Tag Archives: Second Growth

Tracking BC Timber Sales Progress

The first thing that attracted me was the fine detail. While Global Forest Watch’s online map is full of pertinent detail, it doesn’t look like a satellite map. This is better. Zooming in on Refuge Cove, for example, you can see individual buildings, boats tied up at the wharves, and trees coming right down to the water’s edge. Zooming out to see a larger area, Refuge Cove is set within a block of green. The surrounding area is coloured pinkish- brown, so it can be quickly identified. There are a number of orange blocks east of Refuge Cove. These are the areas that will be logged next. The Wilderness Committee’s new ArcGIS StoryMap is tracking BC Timber Sales extraction of logs from our forests. 

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Forest Or Tree Farm?

10 years ago, I began writing a personal blog, titled Out on a Limb: my life with trees. I have fallen out of a few, climbed many, cut them down as a summer Junior Forest Ranger, burned lots in the wood stove to keep the home warm. The Natural History Interpreter, side of me has catalogued thousands of photos which fit into the large file of Forest Ecosystems: lakes and streams, large and small animals, trees and plants. The Cultural Interpreter side of me, has a small library of logging histories, edible and medicinal plants, political books dealing with Wars in the Woods, corporations bribing government officials, environmentalist perspectives on Forests.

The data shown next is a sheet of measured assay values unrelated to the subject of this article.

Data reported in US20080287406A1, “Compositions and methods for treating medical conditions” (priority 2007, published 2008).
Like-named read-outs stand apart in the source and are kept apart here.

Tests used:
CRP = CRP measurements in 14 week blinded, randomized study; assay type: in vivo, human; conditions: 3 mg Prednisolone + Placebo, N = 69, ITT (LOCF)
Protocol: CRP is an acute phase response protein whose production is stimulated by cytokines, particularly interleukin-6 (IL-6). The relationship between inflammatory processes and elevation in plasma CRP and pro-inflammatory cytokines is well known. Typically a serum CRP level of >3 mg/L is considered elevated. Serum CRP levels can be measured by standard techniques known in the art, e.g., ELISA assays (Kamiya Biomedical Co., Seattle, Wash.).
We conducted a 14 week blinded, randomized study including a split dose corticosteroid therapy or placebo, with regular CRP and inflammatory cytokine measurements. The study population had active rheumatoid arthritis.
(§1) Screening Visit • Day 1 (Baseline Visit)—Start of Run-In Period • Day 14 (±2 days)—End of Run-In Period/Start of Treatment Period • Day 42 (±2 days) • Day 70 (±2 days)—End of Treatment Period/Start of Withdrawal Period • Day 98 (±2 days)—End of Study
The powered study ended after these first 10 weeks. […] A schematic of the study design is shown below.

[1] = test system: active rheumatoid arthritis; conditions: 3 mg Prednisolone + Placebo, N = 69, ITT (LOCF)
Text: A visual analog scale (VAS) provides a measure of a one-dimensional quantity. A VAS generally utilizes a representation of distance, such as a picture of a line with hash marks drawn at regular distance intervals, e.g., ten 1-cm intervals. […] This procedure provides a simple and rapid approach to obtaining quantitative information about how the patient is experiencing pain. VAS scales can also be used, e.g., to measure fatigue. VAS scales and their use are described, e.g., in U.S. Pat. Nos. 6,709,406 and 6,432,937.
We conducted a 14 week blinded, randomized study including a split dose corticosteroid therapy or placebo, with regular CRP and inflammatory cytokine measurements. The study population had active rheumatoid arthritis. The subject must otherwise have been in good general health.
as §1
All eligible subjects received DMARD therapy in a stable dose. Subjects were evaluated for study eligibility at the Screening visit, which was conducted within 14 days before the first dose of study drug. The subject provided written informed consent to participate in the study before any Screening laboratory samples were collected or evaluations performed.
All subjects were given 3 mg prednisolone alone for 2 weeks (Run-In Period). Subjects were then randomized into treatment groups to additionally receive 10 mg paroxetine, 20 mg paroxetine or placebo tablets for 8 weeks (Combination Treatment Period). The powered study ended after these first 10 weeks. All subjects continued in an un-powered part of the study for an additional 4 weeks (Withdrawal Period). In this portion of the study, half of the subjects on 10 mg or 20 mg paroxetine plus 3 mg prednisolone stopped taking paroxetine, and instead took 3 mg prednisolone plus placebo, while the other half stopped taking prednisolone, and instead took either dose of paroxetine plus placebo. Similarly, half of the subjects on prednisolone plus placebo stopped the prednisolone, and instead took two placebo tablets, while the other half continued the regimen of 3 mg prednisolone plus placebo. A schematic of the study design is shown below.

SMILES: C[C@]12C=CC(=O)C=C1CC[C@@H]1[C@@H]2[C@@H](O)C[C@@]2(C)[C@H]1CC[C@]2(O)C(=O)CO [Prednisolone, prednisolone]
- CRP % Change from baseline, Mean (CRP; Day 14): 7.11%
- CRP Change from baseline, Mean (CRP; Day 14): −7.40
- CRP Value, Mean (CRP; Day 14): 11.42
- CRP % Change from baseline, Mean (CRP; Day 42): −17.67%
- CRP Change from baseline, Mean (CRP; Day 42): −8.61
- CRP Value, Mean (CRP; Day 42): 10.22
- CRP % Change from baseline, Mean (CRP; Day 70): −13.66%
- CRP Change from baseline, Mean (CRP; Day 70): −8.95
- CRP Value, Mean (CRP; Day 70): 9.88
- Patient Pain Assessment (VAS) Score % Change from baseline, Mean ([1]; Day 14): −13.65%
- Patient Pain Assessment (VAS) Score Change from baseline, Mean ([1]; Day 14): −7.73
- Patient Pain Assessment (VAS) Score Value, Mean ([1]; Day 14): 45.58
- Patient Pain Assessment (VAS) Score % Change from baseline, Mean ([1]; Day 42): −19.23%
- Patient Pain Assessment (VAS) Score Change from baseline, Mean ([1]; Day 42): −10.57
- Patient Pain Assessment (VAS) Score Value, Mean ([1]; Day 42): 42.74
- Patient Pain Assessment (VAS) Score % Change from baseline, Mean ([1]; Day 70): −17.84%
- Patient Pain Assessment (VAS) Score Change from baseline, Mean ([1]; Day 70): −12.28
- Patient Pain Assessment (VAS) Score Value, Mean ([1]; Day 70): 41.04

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Beach Logs Come & Go

If you have been to Rebecca Spit, on Quadra Island, or similar beaches along the B.C. Coast, in the past few stormy days, you likely will have spent more than a few minutes mesmerized, watching as well as listening to logs crashing onto the shore. Has this activity always happened on the B.C. Coast?

If you are a long time resident, perhaps 40+ years, the beach fronts today are significantly different from your early years.

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